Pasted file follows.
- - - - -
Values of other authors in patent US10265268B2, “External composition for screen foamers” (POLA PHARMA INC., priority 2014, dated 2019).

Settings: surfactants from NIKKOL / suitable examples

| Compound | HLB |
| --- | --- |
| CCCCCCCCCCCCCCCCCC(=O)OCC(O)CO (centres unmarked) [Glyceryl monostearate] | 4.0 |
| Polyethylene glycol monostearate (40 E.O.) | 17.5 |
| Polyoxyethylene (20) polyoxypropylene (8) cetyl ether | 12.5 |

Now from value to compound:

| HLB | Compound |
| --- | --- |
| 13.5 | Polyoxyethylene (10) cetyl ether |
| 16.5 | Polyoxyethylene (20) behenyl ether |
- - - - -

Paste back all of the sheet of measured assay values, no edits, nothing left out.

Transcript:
Values of other authors in patent US10265268B2, “External composition for screen foamers” (POLA PHARMA INC., priority 2014, dated 2019).

Settings: surfactants from NIKKOL / suitable examples

| Compound | HLB |
| --- | --- |
| CCCCCCCCCCCCCCCCCC(=O)OCC(O)CO (centres unmarked) [Glyceryl monostearate] | 4.0 |
| Polyethylene glycol monostearate (40 E.O.) | 17.5 |
| Polyoxyethylene (20) polyoxypropylene (8) cetyl ether | 12.5 |

Now from value to compound:

| HLB | Compound |
| --- | --- |
| 13.5 | Polyoxyethylene (10) cetyl ether |
| 16.5 | Polyoxyethylene (20) behenyl ether |